Why are some people so scared of “Whole Grains” and “Carbs”?  The question baffles me because whole grains DO NOT make you gain weight—instead white foods make you gain weight.  Our processed, sugar laden foods that we find in the supermarket claim to contain “whole grains” and “nutrients” , especially in cereals such as Cheerios, Lucky Charms, and Coco Puffs.  These are nothing but empty calories with absolutely no nutritional benefits; they simply are a marketing and advertising gimmick…processed products such as these are stripped of their “whole grains” and consist of sugar and very little fiber.  Remember, the more white the food, the more anemic the food.

For instance, white rice is processed (started as brown rice then went through a removal process where it was stripped of all nutrients and fiber) and makes us hungry 15 minutes after eating because it has a high Glycemic Index, which means it turns quickly to sugar in our body so we fill an instant surge of energy and a “high”, however we suddenly crash moments later.  Refined grains such as white rice lead us to eat more- we need more of these refined grains to feel full, therefore we keep eating the processed food.  After 5 bowls of white rice, we are finally full, however this has NO nutritional value and leads to the theory that the more we eat, the more weight we gain and the more nutrient deficient we become as well.

On the other hand, whole grains consist of Bran and Fiber, which help relieve constipation and allow movement in the stool.  For instance, when we eat brown rice, our body is more satisfied because we are giving it more nutrients.   Whole grains are an excellent source of nutrition as they contain iron, dietary fiber, vitamin B complex , vitamin E, and essential enzymes.  Our bodies absorb these “Great Grains” slowly therefore providing us with high quality and sustained energy.

It is important to note that whole grains need to be properly prepared.  They should be soaked overnight and covered to help soften the grain as well as to aid in digestion.   Moreover, by boiling the water before adding the grains, the texture can be changed; this will prevent a mushy consistency and will keep the grains separated.  When cooking larger grains such as brown rice, berries and barly- I suggest a pressure cooker to speed up cooking time and create softer grains.  Remember, these cooked grains keep very well and can be reheated within minutes with a little oil or water later in the week (see below for 2nd time around “rice” recipe ideas).  However if you prefer to roast your grains, this will make them more alkaline.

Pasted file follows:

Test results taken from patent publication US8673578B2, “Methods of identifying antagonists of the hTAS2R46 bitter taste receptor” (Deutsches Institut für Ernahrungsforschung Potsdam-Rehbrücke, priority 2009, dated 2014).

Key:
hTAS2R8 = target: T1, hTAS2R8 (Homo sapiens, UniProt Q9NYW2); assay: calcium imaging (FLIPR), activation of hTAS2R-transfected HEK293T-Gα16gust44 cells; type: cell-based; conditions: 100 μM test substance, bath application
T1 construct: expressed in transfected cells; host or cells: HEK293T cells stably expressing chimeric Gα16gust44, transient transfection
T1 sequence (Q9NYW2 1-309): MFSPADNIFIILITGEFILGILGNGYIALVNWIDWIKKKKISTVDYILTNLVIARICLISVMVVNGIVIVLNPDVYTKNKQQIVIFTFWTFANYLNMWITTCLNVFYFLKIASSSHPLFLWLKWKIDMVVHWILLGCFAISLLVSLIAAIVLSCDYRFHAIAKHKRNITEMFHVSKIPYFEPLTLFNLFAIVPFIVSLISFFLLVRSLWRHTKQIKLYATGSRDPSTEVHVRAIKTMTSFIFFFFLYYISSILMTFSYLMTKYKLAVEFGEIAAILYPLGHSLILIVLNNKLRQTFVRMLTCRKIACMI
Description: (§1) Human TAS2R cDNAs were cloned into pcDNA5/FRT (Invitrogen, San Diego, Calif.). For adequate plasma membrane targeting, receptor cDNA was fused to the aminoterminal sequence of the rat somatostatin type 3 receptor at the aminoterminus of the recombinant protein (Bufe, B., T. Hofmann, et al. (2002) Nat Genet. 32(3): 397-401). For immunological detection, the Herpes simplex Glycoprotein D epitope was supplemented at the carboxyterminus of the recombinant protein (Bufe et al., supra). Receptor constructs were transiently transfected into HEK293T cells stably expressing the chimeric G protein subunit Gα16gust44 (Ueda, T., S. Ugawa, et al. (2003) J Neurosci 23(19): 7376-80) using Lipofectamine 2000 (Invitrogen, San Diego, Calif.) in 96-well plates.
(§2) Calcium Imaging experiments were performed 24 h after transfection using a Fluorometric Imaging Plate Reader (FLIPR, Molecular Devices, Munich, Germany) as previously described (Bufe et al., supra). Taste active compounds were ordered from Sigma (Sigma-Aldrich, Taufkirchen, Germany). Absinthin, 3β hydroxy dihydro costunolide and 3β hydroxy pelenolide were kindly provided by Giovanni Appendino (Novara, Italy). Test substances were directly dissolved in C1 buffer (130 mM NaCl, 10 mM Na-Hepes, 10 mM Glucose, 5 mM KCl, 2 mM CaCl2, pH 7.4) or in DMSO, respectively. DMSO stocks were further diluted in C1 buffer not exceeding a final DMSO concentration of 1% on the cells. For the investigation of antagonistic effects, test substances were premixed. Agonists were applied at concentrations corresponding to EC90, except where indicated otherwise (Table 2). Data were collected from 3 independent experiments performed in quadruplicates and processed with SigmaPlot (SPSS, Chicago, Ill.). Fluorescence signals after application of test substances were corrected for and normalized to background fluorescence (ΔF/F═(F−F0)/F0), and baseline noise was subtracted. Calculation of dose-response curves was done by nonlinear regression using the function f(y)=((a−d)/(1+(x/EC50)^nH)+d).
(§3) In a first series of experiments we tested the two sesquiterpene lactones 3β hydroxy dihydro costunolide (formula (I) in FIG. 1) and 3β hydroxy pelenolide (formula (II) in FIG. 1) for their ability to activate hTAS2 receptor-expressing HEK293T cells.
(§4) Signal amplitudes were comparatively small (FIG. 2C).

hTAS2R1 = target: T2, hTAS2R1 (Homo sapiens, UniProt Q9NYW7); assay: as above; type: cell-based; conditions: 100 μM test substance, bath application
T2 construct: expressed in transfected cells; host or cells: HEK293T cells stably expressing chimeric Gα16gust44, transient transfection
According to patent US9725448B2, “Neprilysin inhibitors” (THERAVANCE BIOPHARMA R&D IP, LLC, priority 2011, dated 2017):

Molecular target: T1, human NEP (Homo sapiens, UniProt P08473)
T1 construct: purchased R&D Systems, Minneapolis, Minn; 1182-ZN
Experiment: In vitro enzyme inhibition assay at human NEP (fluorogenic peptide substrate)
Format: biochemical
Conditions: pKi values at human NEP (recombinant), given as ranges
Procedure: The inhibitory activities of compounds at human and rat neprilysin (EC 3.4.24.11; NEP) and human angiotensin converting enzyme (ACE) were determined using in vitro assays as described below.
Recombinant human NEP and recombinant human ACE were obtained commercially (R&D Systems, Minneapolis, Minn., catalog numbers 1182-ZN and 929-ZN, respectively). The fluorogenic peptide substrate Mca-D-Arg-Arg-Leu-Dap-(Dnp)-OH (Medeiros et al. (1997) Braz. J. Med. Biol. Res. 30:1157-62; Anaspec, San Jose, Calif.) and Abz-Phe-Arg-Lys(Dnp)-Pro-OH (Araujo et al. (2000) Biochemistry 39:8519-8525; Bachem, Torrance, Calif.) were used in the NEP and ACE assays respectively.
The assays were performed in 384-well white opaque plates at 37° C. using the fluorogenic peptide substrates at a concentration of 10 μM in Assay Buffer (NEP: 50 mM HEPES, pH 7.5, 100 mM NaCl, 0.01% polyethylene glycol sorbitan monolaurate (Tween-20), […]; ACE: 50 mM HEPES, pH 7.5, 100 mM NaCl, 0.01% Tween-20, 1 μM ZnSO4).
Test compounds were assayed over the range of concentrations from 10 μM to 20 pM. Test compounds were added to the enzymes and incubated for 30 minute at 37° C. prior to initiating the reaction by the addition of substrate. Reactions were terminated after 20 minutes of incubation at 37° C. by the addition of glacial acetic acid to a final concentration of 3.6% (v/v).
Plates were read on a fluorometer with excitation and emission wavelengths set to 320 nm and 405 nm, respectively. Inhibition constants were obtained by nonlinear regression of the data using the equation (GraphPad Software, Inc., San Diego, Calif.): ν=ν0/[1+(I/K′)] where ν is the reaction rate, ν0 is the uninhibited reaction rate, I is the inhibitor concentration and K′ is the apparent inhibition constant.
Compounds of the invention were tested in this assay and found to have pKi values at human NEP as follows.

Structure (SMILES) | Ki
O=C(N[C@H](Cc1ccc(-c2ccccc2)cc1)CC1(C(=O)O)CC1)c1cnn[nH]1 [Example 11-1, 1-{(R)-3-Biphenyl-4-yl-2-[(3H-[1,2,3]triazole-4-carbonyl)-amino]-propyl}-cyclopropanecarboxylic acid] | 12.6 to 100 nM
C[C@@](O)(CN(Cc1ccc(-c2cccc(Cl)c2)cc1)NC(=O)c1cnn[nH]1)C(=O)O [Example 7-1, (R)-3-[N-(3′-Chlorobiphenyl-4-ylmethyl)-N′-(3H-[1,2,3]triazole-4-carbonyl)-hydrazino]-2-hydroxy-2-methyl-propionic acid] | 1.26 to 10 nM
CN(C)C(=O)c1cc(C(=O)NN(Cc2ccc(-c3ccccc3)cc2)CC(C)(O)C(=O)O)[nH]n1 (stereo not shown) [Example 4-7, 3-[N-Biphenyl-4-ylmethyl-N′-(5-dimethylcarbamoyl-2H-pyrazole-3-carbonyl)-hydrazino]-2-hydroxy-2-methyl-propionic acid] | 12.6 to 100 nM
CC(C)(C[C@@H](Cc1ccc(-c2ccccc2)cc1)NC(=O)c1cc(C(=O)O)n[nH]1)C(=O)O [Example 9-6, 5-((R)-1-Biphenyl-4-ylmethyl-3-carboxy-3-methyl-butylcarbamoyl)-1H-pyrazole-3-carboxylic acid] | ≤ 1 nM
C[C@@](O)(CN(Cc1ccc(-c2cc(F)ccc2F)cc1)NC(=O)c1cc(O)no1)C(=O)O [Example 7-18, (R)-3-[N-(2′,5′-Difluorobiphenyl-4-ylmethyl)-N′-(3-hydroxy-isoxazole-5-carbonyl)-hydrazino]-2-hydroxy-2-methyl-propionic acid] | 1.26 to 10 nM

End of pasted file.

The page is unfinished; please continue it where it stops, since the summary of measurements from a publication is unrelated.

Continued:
Why not treat yourself to the vast array of whole grain products that are available in your food stores. Here are a few to try and experiment with:

  • Brown Rice
  • Oats (whole oats)
  • Oatmeal (rolled oats)
  • Barley
  • Bulgar (cracked wheat)
  • Cornmeal (aka polenta)
  • Kamut
  • Rye Berries
  • Wheat Berries
  • Wild Rice
  • Kasha (Toasted Buckwheat)
  • Millet
  • Spelt
  • Farrow
  • Quinoa
  • Rice
  • Buckwheat
  • Amaranth

These all include fiber and give us energy.  Moreover, this leads into my discussion on my philosophy, “Cook once, eat twice.”  For instance, make a large batch of brown rice (cook once), then use throughout your week with the following dishes:

  • Morning porridge
  • Whole wheat wrap for lunch
  • Fried rice with vegetables for dinner
  • Rice Pudding for dessert
  • Mix into a salad for lunch
  • Add to stir fry for dinner

A great way to add pizazz to each of the different meals is to use condiments.  As I have noted in previous posts, condiments are the spice of life and make each meal taste incredibly different.  By simply adding cinnamon, seeds, nuts, and honey to the brown rice in your morning porridge you have a delicious, sweet, and filling breakfast.  Adding garlic and onions to your stir-fry gives your dinner a pungent taste.  Moreover, adding miso to the rice in a soup or in a stuffed cabbage hits the spot for your salty craving or try adding crushed red pepper to give your dish a spicy twist.

So, what are you waiting for? Get into your kitchen and cook yourself some grains! Choose grains that intrigue you and experiment–be sure to take notice how you feel afterwards.  And remember, what works for others, may not work for you.  Don’t forget to Cook often…and Cook like your life depends on it…because it Does!

Here is a great website for Rising Awareness of the Benefits of Whole Grains

#1 Best-Selling Cookbook

Over 200 vegetarian recipes free of gluten, dairy, soy, sugar, eggs, peanuts, corn and other inflammatory foods.

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